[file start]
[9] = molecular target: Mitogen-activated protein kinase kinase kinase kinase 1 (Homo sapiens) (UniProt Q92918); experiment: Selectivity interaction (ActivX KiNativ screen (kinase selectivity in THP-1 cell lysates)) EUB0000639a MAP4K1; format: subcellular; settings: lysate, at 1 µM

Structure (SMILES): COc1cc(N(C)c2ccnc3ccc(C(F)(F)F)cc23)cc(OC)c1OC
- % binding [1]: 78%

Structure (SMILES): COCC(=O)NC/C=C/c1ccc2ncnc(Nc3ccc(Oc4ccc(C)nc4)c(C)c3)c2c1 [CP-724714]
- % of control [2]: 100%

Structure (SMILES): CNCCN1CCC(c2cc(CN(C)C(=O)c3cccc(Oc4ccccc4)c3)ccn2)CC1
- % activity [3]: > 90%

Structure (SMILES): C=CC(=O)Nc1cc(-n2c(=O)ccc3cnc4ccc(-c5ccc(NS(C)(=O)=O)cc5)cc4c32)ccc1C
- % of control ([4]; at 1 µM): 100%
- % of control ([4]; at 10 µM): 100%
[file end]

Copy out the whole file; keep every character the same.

[9] = molecular target: Mitogen-activated protein kinase kinase kinase kinase 1 (Homo sapiens) (UniProt Q92918); experiment: Selectivity interaction (ActivX KiNativ screen (kinase selectivity in THP-1 cell lysates)) EUB0000639a MAP4K1; format: subcellular; settings: lysate, at 1 µM

Structure (SMILES): COc1cc(N(C)c2ccnc3ccc(C(F)(F)F)cc23)cc(OC)c1OC
- % binding [1]: 78%

Structure (SMILES): COCC(=O)NC/C=C/c1ccc2ncnc(Nc3ccc(Oc4ccc(C)nc4)c(C)c3)c2c1 [CP-724714]
- % of control [2]: 100%

Structure (SMILES): CNCCN1CCC(c2cc(CN(C)C(=O)c3cccc(Oc4ccccc4)c3)ccn2)CC1
- % activity [3]: > 90%

Structure (SMILES): C=CC(=O)Nc1cc(-n2c(=O)ccc3cnc4ccc(-c5ccc(NS(C)(=O)=O)cc5)cc4c32)ccc1C
- % of control ([4]; at 1 µM): 100%
- % of control ([4]; at 10 µM): 100%